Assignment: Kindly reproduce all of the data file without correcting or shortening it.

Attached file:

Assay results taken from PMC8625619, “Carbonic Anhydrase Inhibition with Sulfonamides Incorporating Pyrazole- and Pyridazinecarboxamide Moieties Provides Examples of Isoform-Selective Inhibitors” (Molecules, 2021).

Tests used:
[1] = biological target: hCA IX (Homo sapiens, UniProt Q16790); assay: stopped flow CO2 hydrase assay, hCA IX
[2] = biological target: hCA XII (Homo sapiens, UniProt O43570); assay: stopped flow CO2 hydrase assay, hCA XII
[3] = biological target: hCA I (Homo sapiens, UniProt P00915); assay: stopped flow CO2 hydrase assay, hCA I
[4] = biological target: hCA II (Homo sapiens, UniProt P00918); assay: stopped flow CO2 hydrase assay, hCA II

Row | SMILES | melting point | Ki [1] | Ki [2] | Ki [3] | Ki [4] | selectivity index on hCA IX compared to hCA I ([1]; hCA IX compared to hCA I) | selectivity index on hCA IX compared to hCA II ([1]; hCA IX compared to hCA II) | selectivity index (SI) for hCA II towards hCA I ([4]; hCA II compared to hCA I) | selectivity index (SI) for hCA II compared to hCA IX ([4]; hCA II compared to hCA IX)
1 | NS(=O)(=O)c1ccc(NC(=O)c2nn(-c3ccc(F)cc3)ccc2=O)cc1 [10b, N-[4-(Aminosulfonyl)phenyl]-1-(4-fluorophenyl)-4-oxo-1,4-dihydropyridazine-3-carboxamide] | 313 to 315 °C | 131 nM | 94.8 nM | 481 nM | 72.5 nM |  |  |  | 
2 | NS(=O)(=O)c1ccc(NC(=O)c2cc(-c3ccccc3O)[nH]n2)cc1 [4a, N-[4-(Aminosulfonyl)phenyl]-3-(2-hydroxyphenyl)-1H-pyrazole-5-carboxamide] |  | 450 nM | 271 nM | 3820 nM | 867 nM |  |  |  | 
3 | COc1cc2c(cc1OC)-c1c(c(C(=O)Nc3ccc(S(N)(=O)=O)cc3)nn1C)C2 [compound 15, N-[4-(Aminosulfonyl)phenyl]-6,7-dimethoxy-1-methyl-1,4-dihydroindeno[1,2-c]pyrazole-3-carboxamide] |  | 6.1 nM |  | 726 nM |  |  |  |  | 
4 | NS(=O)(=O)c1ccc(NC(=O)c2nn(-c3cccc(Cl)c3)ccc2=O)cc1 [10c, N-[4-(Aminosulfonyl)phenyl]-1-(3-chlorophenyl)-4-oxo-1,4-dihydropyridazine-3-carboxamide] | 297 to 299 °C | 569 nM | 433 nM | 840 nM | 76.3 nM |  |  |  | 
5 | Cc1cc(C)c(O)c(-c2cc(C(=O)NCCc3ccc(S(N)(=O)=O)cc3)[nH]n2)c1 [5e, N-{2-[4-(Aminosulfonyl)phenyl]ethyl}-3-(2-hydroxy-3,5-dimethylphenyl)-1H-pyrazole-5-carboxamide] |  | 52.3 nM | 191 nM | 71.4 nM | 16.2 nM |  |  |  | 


Assay results taken from PMC8625619, “Carbonic Anhydrase Inhibition with Sulfonamides Incorporating Pyrazole- and Pyridazinecarboxamide Moieties Provides Examples of Isoform-Selective Inhibitors” (Molecules, 2021).

Tests used:
[1] = biological target: hCA IX (Homo sapiens, UniProt Q16790); assay: stopped flow CO2 hydrase assay, hCA IX
[2] = biological target: hCA XII (Homo sapiens, UniProt O43570); assay: stopped flow CO2 hydrase assay, hCA XII
[3] = biological target: hCA I (Homo sapiens, UniProt P00915); assay: stopped flow CO2 hydrase assay, hCA I
[4] = biological target: hCA II (Homo sapiens, UniProt P00918); assay: stopped flow CO2 hydrase assay, hCA II

Row | SMILES | melting point | Ki [1] | Ki [2] | Ki [3] | Ki [4] | selectivity index on hCA IX compared to hCA I ([1]; hCA IX compared to hCA I) | selectivity index on hCA IX compared to hCA II ([1]; hCA IX compared to hCA II) | selectivity index (SI) for hCA II towards hCA I ([4]; hCA II compared to hCA I) | selectivity index (SI) for hCA II compared to hCA IX ([4]; hCA II compared to hCA IX)
1 | NS(=O)(=O)c1ccc(NC(=O)c2nn(-c3ccc(F)cc3)ccc2=O)cc1 [10b, N-[4-(Aminosulfonyl)phenyl]-1-(4-fluorophenyl)-4-oxo-1,4-dihydropyridazine-3-carboxamide] | 313 to 315 °C | 131 nM | 94.8 nM | 481 nM | 72.5 nM |  |  |  | 
2 | NS(=O)(=O)c1ccc(NC(=O)c2cc(-c3ccccc3O)[nH]n2)cc1 [4a, N-[4-(Aminosulfonyl)phenyl]-3-(2-hydroxyphenyl)-1H-pyrazole-5-carboxamide] |  | 450 nM | 271 nM | 3820 nM | 867 nM |  |  |  | 
3 | COc1cc2c(cc1OC)-c1c(c(C(=O)Nc3ccc(S(N)(=O)=O)cc3)nn1C)C2 [compound 15, N-[4-(Aminosulfonyl)phenyl]-6,7-dimethoxy-1-methyl-1,4-dihydroindeno[1,2-c]pyrazole-3-carboxamide] |  | 6.1 nM |  | 726 nM |  |  |  |  | 
4 | NS(=O)(=O)c1ccc(NC(=O)c2nn(-c3cccc(Cl)c3)ccc2=O)cc1 [10c, N-[4-(Aminosulfonyl)phenyl]-1-(3-chlorophenyl)-4-oxo-1,4-dihydropyridazine-3-carboxamide] | 297 to 299 °C | 569 nM | 433 nM | 840 nM | 76.3 nM |  |  |  | 
5 | Cc1cc(C)c(O)c(-c2cc(C(=O)NCCc3ccc(S(N)(=O)=O)cc3)[nH]n2)c1 [5e, N-{2-[4-(Aminosulfonyl)phenyl]ethyl}-3-(2-hydroxy-3,5-dimethylphenyl)-1H-pyrazole-5-carboxamide] |  | 52.3 nM | 191 nM | 71.4 nM | 16.2 nM |  |  |  | 